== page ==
Sunday, April 19, 2009


Exactly 10 years ago on Monday, the world woke up to learn that two more unhinged American teenage misfits had snapped after years of bullying at the hands of the "jocks", the sporting overlords of their universe, and gone on a murderous rampage with semi-automatic weapons through their suburban high school.

Or that's the version we were told, anyway.

The teenagers were called Eric Harris and Dylan Klebold, and their school was Columbine High, an idyllic sounding place nestled between the Denver metropolitan area and the foothills of the Rocky Mountains. What is indisputable is that Columbine quickly became a byword for the nightmarish phenomenon - now seemingly a worldwide contagion - of school shootings. It was the bloodiest, creepiest, most vivid school attack anyone at the time could remember and remains, to this day, the episode the American popular imagination just can't seem to shake.

Harris and Klebold did not just gun down their victims in cold blood. They laughed and hollered while they were doing it, as though they were having the time of their lives.

In contrast to previous American school shootings, which had unfolded in hard-to-reach locales such as West Paducah, Kentucky, or Jonesboro, Arkansas, this one happened half an hour's drive from a major media hub. Denver television crews got there while the horrors were unfolding, and the cameras did not stop rolling for a week.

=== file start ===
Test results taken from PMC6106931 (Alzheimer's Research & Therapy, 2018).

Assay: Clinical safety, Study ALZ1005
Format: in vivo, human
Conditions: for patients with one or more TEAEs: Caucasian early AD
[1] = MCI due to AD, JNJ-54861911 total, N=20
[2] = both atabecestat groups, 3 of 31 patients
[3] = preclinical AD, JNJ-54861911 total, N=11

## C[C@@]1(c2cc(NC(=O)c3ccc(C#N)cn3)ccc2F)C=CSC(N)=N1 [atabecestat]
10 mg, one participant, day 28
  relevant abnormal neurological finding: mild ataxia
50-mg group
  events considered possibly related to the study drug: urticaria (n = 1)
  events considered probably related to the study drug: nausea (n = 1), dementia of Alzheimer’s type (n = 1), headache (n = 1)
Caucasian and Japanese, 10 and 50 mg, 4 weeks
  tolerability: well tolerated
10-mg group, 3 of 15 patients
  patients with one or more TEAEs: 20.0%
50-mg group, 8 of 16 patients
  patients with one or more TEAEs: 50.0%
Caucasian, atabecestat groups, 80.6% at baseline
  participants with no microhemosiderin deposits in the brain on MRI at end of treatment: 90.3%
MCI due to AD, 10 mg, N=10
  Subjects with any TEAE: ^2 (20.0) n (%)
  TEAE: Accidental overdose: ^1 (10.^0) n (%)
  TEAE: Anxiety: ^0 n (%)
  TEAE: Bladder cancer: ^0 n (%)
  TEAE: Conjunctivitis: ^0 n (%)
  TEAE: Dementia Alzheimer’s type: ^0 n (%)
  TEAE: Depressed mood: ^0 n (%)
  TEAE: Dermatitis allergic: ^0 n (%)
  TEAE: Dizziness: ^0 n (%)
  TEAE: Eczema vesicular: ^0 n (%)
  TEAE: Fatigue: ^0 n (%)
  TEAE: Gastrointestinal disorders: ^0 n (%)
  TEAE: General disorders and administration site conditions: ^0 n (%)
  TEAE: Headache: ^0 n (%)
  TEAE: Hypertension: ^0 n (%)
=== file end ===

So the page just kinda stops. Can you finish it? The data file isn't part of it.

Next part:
So starts Andrew Gumbel's Guardian article The Truth About Columbine in the Friday paper. In the article he discusses the role of the media, the echo-chamber that established the mythology, and the more and less horrible truth about what actually happened that day 10 years ago.
The stand-off? Didn't happen. The shooting was the SWAT team moving through the building looking for Harris and Klebold--who were long-dead and lying in the cafeteria. Cassie Bernall, asked if she believed in God and was shot when she said "yes"? Just shot. Another girl, Valeen Schnurr, asked if she believed in God, said "yes" and was spared. And the boys as Marilyn Manson-worshipping losers? Not so. Reasonably popular, the boys didn't listen to Manson at all. Really, an article worth reading. And then think about media complicity,our complicity, in generating myths instead of dealing with what really happened.

Powered by ScribeFire.

No comments: